>Here is a transcript of one of the speeches before the School Board on Tuesday night. It was received with tremendous applause, quite deservedly so:
“My name is Katie Neville; I’ve lived in Mr. Marshall’s School Board district for 23 years, on ____ St. in the same house; three of my children graduated from high school in Loudoun County. My husband – I only have one, I’ve still got him – have (inaudible due to laughter) children and five grandchildren. I’m also a cradle Episcopalian. That’s a term that will make sense to Dr. Hatrick, meaning I’ve been one for about sixty years. I’m also a fourth-generation teacher, and I would like to share with you a story about my mother, who stood on the Courthouse steps in 1958 in Warren County, and said it’s wrong to close the schools rather than enroll Black students. That’s where I learned to stand up for what I think is right.
“And what I think, is that when we remove this book from any of our libraries, we send the wrong message. We send the message that some families are less acceptable than other families. And as a public school ““ I’ve worked for the public schools for thirty-six years. I’ve worked with every kind of family. And I think, that if a parent has a concern about a book, there’s a very easy way to solve it: ‘Dear Librarian, this book is not suitable for my child. Please let him check out another one.’ I don’t think it’s right to remove this book, I think it sends the wrong message. And I think as a public school system, we need to stand up, to teach tolerance and respect for every student, every staff member, and every family that’s part of our system.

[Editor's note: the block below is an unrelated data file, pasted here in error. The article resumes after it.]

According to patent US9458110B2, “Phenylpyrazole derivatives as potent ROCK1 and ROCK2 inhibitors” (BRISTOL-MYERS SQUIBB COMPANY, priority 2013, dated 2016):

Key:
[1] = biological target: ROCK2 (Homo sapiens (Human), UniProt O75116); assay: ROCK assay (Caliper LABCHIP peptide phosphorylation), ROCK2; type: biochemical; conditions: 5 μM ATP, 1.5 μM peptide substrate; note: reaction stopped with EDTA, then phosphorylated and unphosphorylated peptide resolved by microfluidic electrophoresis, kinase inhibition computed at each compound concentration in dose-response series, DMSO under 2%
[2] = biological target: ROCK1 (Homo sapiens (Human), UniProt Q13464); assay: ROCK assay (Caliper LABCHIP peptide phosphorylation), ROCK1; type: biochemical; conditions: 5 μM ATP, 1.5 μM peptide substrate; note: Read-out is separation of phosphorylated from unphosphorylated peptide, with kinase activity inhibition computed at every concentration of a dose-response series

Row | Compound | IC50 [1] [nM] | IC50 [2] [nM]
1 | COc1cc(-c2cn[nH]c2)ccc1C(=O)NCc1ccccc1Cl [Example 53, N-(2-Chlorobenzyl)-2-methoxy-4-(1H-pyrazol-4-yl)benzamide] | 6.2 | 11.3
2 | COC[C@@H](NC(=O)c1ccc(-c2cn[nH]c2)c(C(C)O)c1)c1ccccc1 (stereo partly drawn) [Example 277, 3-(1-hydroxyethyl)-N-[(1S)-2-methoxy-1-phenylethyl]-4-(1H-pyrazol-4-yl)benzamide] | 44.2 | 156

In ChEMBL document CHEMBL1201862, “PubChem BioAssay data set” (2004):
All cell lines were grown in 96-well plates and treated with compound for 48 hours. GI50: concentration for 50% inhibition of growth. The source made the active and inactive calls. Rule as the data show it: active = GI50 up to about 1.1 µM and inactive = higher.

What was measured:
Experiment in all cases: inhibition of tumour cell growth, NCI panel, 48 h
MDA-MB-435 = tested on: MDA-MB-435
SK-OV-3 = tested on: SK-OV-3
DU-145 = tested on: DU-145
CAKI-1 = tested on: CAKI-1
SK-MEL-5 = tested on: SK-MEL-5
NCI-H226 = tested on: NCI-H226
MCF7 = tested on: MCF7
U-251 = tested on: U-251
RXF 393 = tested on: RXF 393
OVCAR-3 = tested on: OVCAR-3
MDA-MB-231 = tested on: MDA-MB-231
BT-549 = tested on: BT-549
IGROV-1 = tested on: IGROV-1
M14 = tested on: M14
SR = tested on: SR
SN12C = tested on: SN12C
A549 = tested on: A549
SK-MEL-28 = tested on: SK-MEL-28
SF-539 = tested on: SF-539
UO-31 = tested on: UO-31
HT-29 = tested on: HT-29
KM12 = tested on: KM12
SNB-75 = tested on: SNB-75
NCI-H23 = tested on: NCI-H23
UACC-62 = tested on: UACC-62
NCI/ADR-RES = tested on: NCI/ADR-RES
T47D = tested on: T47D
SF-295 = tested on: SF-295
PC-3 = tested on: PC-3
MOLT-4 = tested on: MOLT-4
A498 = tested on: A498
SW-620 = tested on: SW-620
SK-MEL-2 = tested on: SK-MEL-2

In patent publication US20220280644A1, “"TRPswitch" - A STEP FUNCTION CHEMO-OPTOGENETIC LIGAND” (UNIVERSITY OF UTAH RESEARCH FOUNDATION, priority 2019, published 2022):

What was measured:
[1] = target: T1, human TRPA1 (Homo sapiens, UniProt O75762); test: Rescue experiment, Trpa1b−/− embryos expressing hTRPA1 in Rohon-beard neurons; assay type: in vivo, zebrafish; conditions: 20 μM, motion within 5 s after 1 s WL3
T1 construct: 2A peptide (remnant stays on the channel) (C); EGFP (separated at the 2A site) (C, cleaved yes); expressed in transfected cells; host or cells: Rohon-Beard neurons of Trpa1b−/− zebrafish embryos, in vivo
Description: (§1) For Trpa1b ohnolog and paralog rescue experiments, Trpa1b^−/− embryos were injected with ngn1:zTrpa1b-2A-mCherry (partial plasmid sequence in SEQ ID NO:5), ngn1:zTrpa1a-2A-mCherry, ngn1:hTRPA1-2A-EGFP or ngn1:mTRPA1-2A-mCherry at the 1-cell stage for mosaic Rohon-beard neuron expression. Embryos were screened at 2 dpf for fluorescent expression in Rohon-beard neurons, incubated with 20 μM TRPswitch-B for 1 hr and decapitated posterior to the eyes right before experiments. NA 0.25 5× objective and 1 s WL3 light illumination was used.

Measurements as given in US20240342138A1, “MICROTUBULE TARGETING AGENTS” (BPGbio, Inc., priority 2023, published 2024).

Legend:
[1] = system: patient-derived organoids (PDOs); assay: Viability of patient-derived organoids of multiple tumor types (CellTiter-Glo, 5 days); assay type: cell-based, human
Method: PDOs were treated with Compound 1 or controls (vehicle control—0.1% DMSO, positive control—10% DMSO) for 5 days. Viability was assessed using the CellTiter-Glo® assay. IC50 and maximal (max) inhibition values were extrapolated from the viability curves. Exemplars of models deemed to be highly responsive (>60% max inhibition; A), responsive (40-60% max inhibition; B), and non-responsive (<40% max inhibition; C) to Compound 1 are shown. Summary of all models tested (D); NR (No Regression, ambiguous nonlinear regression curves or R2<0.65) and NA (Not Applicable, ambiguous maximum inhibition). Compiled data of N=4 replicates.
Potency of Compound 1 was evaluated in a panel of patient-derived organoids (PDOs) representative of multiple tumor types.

“That’s the message in this book,” (holding up Tango) “and that’s the message in this book” (holding up the Bible).